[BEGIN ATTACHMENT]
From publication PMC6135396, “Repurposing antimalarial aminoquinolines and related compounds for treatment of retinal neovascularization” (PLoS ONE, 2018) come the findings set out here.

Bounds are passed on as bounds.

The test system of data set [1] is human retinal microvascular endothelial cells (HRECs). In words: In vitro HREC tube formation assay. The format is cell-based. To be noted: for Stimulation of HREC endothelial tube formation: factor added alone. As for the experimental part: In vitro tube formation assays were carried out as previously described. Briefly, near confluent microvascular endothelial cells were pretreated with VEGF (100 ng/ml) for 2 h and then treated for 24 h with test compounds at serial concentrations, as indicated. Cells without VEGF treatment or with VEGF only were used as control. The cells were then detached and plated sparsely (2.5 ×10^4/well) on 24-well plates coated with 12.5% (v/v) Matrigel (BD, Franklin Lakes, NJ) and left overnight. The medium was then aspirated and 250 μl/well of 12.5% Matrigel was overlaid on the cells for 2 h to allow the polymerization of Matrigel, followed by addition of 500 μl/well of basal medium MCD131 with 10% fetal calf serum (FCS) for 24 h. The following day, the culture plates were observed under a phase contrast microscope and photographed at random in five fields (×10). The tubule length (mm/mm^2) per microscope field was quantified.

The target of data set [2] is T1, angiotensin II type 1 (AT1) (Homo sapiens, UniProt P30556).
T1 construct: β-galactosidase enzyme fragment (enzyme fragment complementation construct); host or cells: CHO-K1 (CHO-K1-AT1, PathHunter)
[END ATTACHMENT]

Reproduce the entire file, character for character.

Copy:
From publication PMC6135396, “Repurposing antimalarial aminoquinolines and related compounds for treatment of retinal neovascularization” (PLoS ONE, 2018) come the findings set out here.

Bounds are passed on as bounds.

The test system of data set [1] is human retinal microvascular endothelial cells (HRECs). In words: In vitro HREC tube formation assay. The format is cell-based. To be noted: for Stimulation of HREC endothelial tube formation: factor added alone. As for the experimental part: In vitro tube formation assays were carried out as previously described. Briefly, near confluent microvascular endothelial cells were pretreated with VEGF (100 ng/ml) for 2 h and then treated for 24 h with test compounds at serial concentrations, as indicated. Cells without VEGF treatment or with VEGF only were used as control. The cells were then detached and plated sparsely (2.5 ×10^4/well) on 24-well plates coated with 12.5% (v/v) Matrigel (BD, Franklin Lakes, NJ) and left overnight. The medium was then aspirated and 250 μl/well of 12.5% Matrigel was overlaid on the cells for 2 h to allow the polymerization of Matrigel, followed by addition of 500 μl/well of basal medium MCD131 with 10% fetal calf serum (FCS) for 24 h. The following day, the culture plates were observed under a phase contrast microscope and photographed at random in five fields (×10). The tubule length (mm/mm^2) per microscope field was quantified.

The target of data set [2] is T1, angiotensin II type 1 (AT1) (Homo sapiens, UniProt P30556).
T1 construct: β-galactosidase enzyme fragment (enzyme fragment complementation construct); host or cells: CHO-K1 (CHO-K1-AT1, PathHunter)